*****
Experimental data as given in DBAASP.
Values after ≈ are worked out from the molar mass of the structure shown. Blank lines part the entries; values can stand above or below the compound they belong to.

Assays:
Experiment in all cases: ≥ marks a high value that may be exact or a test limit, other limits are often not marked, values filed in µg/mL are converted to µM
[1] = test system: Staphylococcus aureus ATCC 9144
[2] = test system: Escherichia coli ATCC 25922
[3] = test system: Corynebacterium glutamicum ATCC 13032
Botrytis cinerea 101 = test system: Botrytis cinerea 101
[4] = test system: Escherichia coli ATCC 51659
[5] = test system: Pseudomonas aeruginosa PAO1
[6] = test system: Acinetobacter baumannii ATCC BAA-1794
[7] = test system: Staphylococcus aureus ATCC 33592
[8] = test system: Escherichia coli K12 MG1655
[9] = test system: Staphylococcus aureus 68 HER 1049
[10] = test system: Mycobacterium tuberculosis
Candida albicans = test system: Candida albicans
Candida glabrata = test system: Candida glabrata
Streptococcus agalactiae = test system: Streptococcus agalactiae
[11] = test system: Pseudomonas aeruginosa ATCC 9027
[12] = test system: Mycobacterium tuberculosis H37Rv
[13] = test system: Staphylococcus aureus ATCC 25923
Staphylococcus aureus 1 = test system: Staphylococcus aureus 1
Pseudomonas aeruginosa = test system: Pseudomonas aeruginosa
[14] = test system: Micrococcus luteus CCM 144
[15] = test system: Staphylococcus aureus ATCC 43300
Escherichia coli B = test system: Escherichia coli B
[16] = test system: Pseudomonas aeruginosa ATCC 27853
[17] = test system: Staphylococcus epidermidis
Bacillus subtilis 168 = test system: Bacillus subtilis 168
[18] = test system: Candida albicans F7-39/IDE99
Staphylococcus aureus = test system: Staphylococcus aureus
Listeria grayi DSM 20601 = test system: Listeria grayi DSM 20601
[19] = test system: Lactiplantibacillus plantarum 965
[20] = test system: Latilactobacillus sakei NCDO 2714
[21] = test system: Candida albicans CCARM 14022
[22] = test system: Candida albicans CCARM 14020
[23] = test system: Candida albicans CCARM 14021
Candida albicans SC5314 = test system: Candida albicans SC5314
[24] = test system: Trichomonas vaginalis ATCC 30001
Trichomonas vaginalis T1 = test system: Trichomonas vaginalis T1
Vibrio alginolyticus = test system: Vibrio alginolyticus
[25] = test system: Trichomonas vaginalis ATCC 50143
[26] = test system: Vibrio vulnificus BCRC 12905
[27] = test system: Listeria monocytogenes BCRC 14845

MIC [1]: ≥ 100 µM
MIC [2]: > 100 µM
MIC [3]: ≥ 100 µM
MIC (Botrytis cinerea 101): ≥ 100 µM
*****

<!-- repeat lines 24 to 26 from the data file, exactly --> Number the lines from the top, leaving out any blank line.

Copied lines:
[14] = test system: Micrococcus luteus CCM 144
[15] = test system: Staphylococcus aureus ATCC 43300
Escherichia coli B = test system: Escherichia coli B